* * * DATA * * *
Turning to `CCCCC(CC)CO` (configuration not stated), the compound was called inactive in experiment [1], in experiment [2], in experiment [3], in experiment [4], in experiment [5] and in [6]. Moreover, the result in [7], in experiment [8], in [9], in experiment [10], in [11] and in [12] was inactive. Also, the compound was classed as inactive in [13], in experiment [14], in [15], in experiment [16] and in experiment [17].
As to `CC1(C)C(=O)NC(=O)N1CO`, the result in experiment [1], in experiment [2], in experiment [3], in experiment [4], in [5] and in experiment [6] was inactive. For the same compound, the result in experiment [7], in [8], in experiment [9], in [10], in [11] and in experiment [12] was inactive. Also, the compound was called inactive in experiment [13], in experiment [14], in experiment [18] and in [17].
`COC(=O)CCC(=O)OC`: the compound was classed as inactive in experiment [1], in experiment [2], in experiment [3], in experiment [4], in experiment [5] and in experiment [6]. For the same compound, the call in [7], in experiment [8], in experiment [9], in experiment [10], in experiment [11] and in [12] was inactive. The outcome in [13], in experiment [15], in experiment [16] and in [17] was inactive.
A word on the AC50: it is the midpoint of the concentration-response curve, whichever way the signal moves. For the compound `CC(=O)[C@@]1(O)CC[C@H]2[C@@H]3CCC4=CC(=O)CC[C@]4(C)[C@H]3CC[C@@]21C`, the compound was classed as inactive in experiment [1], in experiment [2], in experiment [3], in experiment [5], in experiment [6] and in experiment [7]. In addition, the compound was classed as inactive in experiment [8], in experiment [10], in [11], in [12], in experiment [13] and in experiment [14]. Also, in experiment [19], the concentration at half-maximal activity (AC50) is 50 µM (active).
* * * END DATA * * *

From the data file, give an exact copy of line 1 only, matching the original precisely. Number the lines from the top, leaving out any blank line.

Turning to `CCCCC(CC)CO` (configuration not stated), the compound was called inactive in experiment [1], in experiment [2], in experiment [3], in experiment [4], in experiment [5] and in [6]. Moreover, the result in [7], in experiment [8], in [9], in experiment [10], in [11] and in [12] was inactive. Also, the compound was classed as inactive in [13], in experiment [14], in [15], in experiment [16] and in experiment [17].